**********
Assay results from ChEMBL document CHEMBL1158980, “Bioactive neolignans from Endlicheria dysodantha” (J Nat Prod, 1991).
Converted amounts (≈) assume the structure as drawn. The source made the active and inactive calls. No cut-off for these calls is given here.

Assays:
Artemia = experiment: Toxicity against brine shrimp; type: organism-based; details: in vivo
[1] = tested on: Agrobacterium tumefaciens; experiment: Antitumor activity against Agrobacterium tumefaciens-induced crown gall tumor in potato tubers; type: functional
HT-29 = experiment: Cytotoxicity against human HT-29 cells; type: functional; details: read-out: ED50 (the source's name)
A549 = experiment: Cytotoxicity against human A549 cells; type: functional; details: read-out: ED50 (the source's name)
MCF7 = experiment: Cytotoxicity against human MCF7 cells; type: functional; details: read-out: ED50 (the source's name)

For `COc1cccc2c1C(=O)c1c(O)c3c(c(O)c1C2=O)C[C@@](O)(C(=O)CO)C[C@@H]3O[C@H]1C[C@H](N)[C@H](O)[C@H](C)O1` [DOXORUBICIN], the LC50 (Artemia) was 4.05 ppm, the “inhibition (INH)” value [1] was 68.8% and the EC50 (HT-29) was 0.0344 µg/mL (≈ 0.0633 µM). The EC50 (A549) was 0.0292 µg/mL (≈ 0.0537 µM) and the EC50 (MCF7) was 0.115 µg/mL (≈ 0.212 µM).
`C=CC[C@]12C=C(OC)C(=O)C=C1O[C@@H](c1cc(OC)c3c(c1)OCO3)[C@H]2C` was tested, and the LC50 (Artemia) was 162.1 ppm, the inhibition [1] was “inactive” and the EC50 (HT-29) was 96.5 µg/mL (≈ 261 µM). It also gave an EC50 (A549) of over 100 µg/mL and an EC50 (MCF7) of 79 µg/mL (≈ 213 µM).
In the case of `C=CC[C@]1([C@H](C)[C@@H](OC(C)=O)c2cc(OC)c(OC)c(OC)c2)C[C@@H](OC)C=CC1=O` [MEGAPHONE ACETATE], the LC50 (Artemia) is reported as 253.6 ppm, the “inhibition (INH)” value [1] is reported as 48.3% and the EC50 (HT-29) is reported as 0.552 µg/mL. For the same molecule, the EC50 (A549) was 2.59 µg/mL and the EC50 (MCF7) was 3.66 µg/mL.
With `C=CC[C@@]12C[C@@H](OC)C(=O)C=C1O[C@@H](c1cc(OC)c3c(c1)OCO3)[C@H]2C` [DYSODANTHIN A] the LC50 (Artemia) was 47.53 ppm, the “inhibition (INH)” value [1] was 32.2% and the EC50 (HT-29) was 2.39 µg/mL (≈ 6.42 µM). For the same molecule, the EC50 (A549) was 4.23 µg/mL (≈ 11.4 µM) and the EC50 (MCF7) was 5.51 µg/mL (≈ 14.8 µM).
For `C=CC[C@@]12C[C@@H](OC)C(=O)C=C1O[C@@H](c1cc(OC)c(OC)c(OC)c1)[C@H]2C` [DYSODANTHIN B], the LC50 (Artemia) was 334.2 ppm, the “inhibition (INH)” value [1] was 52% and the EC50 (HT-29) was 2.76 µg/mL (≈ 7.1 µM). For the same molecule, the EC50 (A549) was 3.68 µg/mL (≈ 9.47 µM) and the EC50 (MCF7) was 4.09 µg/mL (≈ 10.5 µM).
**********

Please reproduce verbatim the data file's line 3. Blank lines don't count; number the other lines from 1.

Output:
Assays: